Figure 1: Methodology flowchart

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During surgery, patients were monitored in terms of heart rate and arterial oxygen saturation continuously as well as the systolic and diastolic blood pressure once every 5 min.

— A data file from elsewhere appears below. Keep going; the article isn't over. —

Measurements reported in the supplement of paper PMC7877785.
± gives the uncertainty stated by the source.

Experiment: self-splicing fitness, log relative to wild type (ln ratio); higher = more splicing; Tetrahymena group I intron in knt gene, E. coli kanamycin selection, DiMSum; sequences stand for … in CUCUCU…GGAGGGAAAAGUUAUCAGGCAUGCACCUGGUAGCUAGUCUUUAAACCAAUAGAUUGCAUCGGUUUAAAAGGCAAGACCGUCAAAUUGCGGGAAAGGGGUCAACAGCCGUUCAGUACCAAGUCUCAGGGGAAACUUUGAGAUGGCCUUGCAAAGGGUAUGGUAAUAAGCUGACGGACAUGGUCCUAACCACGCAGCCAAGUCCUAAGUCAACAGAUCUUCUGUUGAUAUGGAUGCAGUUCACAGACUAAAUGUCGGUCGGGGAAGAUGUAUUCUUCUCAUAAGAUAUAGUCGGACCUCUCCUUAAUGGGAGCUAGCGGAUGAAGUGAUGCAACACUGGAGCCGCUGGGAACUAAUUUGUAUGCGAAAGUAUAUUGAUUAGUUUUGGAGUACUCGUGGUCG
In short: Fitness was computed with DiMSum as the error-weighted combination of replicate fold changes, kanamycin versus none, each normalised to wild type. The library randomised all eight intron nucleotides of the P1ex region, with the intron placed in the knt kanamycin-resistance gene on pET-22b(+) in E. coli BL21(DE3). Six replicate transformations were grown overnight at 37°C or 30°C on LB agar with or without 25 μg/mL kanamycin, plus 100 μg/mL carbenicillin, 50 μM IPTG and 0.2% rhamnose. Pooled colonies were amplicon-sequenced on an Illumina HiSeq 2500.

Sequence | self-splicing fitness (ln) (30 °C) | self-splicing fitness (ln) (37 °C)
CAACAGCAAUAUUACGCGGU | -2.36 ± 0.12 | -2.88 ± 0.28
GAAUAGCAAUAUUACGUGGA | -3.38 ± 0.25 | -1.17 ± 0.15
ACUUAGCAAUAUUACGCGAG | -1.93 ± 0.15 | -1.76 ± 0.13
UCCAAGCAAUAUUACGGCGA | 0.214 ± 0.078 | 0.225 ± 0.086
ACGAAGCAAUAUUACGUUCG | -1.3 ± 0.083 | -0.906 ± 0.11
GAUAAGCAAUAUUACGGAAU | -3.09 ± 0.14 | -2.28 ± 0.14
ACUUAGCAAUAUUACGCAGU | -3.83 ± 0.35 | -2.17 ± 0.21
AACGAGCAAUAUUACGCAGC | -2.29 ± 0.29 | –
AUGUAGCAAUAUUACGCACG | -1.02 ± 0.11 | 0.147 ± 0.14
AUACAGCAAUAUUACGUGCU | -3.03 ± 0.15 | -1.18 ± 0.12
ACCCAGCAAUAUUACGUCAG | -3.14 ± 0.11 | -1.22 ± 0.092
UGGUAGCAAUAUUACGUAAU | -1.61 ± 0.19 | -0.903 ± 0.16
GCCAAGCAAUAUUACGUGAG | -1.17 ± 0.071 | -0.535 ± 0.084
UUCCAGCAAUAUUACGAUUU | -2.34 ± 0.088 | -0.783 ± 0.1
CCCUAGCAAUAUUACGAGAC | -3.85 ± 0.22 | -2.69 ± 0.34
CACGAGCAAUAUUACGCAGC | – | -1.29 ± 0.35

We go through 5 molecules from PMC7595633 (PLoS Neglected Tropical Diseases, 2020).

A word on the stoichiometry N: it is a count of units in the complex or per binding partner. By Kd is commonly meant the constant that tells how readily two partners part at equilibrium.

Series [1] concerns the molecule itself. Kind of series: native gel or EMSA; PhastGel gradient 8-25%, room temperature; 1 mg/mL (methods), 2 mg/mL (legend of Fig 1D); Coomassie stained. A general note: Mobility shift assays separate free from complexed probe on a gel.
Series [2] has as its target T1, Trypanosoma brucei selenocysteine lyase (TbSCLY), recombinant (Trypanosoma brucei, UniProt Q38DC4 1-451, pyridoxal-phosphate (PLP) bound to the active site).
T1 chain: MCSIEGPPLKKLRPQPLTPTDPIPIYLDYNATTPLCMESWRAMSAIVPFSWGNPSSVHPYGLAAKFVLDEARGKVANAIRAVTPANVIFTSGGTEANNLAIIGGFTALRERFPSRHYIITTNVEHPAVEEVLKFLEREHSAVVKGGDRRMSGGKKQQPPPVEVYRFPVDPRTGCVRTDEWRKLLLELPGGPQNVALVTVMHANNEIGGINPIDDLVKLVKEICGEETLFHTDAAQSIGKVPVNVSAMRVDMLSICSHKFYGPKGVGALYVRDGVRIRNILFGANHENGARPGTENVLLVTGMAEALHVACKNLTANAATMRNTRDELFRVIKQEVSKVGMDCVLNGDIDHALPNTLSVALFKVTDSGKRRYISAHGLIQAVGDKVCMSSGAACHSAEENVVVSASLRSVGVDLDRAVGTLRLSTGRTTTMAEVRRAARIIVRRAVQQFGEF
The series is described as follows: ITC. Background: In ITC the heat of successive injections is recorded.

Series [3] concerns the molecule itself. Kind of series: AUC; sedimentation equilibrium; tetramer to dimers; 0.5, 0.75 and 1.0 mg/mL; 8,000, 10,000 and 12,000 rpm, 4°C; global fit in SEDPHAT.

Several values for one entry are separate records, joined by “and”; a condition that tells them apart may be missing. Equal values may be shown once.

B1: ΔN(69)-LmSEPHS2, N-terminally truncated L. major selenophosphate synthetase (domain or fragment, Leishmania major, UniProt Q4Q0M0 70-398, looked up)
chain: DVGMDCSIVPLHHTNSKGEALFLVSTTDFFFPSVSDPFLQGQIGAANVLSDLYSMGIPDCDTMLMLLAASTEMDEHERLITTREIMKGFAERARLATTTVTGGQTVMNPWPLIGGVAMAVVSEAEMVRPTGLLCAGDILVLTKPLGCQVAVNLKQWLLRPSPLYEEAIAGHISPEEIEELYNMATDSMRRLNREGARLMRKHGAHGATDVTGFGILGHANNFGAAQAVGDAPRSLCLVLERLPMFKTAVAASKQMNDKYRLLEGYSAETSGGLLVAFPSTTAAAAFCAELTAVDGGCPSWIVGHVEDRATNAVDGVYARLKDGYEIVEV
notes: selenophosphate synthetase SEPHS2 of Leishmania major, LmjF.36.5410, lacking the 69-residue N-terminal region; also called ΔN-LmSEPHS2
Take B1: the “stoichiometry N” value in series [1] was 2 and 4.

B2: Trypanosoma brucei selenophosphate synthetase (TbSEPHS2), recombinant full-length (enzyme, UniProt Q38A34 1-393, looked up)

At the end of surgery, the anesthesia nurse administered 50 mg indomethacin suppository to group A, 50 mg diclofenac suppository to group B, 325 mg acetaminophen suppositories to group C, and placebo suppositories to group D. This was repeated every 6 h (until 24 h) and none of the patients was informed of the type of drug prescribed. The pain severity was recorded by a trained anesthesia nurse using VAS. Pethidine was used in case of severe pain (VAS > 5) as intramuscular 0.5 mg/kg. Intramuscular injection of pethidine (to avoid respiratory complications resulting from the rapid uptake of intravenous injection) has already been used by gynecologists as a routine post-operative analgesic drug, and this is the reason why we used this drug for pain relief in this research. VAS is a measurement instrument of pain severity using horizontal line, 10 cm in length, anchored by word descriptors at each end that no pain is at one end and the very severe pain is indicated at the other end. The patient marks on the line the point that they feel represents their perception of their current state. This method can be used to evaluate the effect of drugs on relieving pain. [4] Frequency and dosage of opioids injection in 24 h after surgery were obtained from the patient records and the nurses report forms and was recorded on the patients' check list. The information-recording anesthesia nurse, the nurse prescribing medicine, and the data analyzer had no information about the kind of prescribed medication. All the variables in groups were collected in a check list and analyzed by SPSS version 15. ANOVA, Chi-square, and Tukey's honestly significant difference (HSD) post-hoc were used for data analysis in the study. P < 0.05 was considered significant.